Earlier I asked if He Who Fights With Monsters: Book Two had been influenced by any movies, TV shows, or games. But has anyone ever inquired about adapting this series into a movie, show, or game?
Because my story is a litRPG, it has a very developed system that is largely available for the reader to see. For this reason, adaptation to a table-top RPG is something that readers discuss quite frequently. There have been no actual proposals to adapt it into other media, however.
Do you have a preference?
My dream scenario would be a television adaptation, although I’m not sure the audience is there for litRPG quite yet. Still, all it takes is one breakthrough success and the doors get flung open.
I’d choose television over film because the number of movies required would be ridiculous, even gutting the story to core and then, what’s the point? Also, I made the point earlier about drawing stylistically from television writers. This also translates to the pacing in many ways, where lengthy character interactions are the norm and action is more the garnish than the meat. Not to say there isn’t action, because there’s monsters, cannibals, cultists, and gods (there goes the CGI budget), but it’s more about character and story.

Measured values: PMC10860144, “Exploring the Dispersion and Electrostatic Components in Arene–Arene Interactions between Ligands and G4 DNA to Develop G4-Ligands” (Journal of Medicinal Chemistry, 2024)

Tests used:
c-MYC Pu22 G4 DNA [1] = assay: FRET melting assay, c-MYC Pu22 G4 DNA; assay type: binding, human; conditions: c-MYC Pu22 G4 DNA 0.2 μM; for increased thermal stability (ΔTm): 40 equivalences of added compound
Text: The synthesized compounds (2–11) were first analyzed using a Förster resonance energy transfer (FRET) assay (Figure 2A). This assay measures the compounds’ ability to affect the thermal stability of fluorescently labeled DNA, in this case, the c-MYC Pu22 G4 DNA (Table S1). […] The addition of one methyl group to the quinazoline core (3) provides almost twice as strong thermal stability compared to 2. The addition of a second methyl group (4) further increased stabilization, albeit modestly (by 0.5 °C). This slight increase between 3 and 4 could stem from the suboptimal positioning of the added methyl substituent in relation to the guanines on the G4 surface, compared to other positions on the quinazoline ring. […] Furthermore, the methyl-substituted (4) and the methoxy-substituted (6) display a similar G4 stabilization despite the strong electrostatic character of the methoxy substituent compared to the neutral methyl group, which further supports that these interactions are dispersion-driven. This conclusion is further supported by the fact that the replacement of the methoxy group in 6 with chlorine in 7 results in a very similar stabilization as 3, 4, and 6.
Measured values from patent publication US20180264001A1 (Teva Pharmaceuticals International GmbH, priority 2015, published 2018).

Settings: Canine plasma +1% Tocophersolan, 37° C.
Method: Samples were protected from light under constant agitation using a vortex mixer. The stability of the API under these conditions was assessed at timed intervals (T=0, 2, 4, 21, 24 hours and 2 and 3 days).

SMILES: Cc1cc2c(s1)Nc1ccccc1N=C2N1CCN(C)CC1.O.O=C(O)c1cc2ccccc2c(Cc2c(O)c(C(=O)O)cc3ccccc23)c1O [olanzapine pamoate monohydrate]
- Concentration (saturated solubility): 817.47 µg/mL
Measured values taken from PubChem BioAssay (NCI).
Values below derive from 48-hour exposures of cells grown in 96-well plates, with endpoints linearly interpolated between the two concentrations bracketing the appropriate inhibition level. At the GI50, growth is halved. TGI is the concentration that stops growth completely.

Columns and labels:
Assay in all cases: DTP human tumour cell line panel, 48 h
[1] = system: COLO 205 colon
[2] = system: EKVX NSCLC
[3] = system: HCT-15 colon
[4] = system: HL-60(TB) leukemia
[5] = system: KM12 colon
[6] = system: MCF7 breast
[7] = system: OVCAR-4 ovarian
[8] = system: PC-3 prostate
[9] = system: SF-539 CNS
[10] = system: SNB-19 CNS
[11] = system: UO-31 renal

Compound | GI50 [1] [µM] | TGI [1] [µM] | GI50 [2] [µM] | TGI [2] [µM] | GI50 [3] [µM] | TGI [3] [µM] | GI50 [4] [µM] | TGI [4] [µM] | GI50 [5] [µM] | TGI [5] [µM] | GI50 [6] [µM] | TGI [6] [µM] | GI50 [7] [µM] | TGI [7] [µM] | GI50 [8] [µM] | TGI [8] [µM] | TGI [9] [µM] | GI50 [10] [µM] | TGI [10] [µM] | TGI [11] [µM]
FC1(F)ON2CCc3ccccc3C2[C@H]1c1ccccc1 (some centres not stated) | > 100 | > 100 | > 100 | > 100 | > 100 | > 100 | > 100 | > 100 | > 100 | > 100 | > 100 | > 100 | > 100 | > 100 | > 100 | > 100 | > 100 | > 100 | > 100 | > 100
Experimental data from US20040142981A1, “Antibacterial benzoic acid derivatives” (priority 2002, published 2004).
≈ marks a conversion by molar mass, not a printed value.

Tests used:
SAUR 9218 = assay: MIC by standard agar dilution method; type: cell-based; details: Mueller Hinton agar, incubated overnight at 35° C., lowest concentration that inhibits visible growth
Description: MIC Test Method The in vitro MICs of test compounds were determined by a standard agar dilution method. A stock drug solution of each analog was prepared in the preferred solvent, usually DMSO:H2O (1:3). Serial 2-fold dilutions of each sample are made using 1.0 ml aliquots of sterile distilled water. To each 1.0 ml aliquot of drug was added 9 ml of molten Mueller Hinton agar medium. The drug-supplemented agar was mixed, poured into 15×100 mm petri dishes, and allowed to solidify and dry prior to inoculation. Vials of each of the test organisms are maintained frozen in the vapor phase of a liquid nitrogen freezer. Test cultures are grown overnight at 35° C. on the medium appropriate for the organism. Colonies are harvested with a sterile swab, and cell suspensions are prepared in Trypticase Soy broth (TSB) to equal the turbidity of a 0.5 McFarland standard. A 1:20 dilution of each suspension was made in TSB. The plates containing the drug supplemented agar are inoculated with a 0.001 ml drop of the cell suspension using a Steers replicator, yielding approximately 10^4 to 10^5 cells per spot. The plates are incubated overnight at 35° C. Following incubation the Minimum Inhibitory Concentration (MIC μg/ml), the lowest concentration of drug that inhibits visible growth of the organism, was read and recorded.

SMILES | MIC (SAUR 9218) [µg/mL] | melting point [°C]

And if someone wanted to do a He Who Fights With Monsters TV show, who would you want them to cast as Jason?
I’d want the production to be very aware than my protagonist is very Australian but his father is ethnically Japanese. This is a critical aspect to his character, especially later in the story, so while I think Tom Holland is great, I’d avoid him for this role.
Finally, if someone enjoys the He Who Fights With Monsters stories, what funny fantasy novel of someone else’s would you suggest they read while waiting for Book Three to come out?
There’s a lot of great serial fiction being adapted to book publication, and my work lands fairly solidly amongst it. For a similar the mix of comedy and fantasy that operates in much the same space, I would recommend the Dungeon Crawler Carl series by Matt Dinniman.